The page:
WTO examines how landlocked nations can beat trade isolation

Imports and Exports | | MIC Customs Solutions |

Why do landlocked countries face more economic problems than most when it comes to trade?

A new report from the World Trade Organization (WTO) is trying to raise awareness of the unique predicament faced by developing nations that do not have access to coastlines.

Presenting the 'Easing Trade Bottlenecks in Landlocked Developing Countries' document, director-general of the governing body Ngozi Okonjo-Iweala warned landlocked developing countries (LLDCs) are remaining isolated from the world's largest markets and struggling to recover from the COVID-19 pandemic as quickly as their neighbors with sea borders.

But what exactly are LLDCs - and what can be done to ensure fairer access? Here, we'll take a closer look.

What are LLDCs?

A total of 32 nations fall into this category, from Burkina Faso and Kazakhstan to Nepal and Paraguay. Of these, 26 are members of the WTO and six are still observers. Despite their large numbers, they made up only just over one per cent of world trade during 2019.

According to the United Nations, their trade costs are 1.4 times higher than those of developing countries with a coastline due to factors such as supply chain issues, reliance on transit countries acting as middlemen and global shocks such as the coronavirus pandemic.

What unique issues do LLDCs face?

In the WTO report, Ms Okonjo-Iweala warned LLDCs face "particularly acute versions of realities that all members must grapple with" as a direct result of their geography.

For example, they are likely to struggle with cumbersome procedures at national borders as they attempt to import and export goods, as well as poor transport infrastructure to send and receive products in the first place.

Furthermore, transit time once shipments are out is typically extremely long due to difficult terrain and remoteness.

This means that LLDCs must pay double the costs transit countries face and are forced to wait inordinate amounts of time to trade in a way that coastal countries take for granted.

As a result, their competitiveness in global markets is poor and investors tend to avoid them, which has the knock-on effect of hampering economic growth and making it difficult to achieve targets from the Sustainable Development Goals.

The UN estimates development in LLDCs is therefore 20 per cent lower than it would be if they were not landlocked, plus they are often forced to rely on exporting a limited number of products.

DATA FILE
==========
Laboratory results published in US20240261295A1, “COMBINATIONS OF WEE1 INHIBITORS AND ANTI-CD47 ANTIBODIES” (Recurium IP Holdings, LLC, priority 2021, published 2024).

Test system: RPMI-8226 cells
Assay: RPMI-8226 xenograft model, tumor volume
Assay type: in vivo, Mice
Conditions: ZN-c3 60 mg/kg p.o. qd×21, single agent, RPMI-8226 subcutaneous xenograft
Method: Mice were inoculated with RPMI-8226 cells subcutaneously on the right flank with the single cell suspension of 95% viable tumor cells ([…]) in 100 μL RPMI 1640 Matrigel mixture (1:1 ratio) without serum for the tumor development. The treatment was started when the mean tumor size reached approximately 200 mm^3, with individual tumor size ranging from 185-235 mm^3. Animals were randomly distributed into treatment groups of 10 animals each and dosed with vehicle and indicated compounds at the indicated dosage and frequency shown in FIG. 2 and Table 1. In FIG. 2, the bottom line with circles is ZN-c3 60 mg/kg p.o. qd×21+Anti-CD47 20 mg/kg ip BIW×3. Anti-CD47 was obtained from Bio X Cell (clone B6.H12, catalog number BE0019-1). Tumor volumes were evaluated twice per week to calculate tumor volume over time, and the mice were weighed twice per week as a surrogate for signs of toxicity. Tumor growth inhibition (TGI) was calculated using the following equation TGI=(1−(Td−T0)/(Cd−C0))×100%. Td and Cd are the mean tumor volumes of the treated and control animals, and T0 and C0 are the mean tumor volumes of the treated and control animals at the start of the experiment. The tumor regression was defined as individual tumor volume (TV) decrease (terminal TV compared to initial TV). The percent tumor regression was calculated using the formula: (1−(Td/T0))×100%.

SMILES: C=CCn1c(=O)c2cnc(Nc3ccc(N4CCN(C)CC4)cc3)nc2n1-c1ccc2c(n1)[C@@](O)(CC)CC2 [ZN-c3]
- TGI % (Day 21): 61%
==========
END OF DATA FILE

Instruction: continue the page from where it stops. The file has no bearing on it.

What's more, the situation for LLDCs is likely to have worsened since the start of the COVID-19 pandemic. A previous report published earlier this year by the WTO Secretariat found that although some progress has been made in expanding merchandise exports, services exports from such countries are declining.

Trade-restrictive measures implemented by governments across the globe in an attempt to halt the spread of the virus have undoubtedly exacerbated the already precarious predicament they face, while delays in shipments and technical problems will also have made trade more difficult.

What can be done?

There is already an action plan in place for LLDCs covering 2014 to 2024 called the Vienna Programme of Action, which aims to address the challenges they face and eradicate the poverty resulting from their landlocked situation by turning them into 'land-linked' nations.

It focuses on transit policy issues, infrastructure development and international trade facilitation in particular, as well as stressing the importance of putting digital technology at the heart of policy objectives.

Customs digitalization, adaptation of rules of origin and new sanitary measures are other factors included that may help to boost participation in global trade.

However, the WTO suggests with its latest report that cooperation and assistance will need to go further if LLDCs are ever going to escape poverty and enjoy benefits most coastal nations probably do not even consider.

For instance, it recommends ensuring women, young people and small businesses are integrated into global value chains to create opportunities and reduce inequality. The document also states partnerships between LLDCs and transit countries are going to be essential going forward, particularly with regard to customs systems.

Other suggestions include lowering tariffs for LLDCs' exports to developed nations and generalizing duty-free market access.

The Delegation of Mongolia on behalf of the Landlocked Developing Countries also said in its recent Ministerial Declaration that additional action is going to be required across the globe to achieve "unfettered, efficient and cost-effective access" to world markets.

It called upon more developed nations to recognize the "major stumbling blocks" LLDCs face in achieving their trade potential and underscored the need for "a universal, rules-based, open, non-discriminatory and equitable" trading system where trade is "interconnected and interoperable".

At a time when governments worldwide are understandably preoccupied with helping their own economies recover from COVID-19, this latest WTO report demonstrates the importance of adopting a global view and taking into consideration the unique problems some countries face as a result of simple geography.